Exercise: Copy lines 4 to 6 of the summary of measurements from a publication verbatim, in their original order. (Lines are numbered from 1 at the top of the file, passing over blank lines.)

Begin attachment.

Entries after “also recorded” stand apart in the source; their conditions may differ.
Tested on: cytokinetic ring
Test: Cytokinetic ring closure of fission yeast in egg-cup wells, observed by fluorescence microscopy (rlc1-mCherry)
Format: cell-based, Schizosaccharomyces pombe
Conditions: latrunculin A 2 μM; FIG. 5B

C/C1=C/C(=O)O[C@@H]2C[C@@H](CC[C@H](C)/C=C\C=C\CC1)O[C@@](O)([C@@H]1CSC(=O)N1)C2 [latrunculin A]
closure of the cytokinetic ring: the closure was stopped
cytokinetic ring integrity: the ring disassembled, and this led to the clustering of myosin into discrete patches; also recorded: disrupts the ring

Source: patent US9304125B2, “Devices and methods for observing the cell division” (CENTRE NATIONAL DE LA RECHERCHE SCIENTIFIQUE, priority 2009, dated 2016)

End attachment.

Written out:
Format: cell-based, Schizosaccharomyces pombe
Conditions: latrunculin A 2 μM; FIG. 5B

C/C1=C/C(=O)O[C@@H]2C[C@@H](CC[C@H](C)/C=C\C=C\CC1)O[C@@](O)([C@@H]1CSC(=O)N1)C2 [latrunculin A]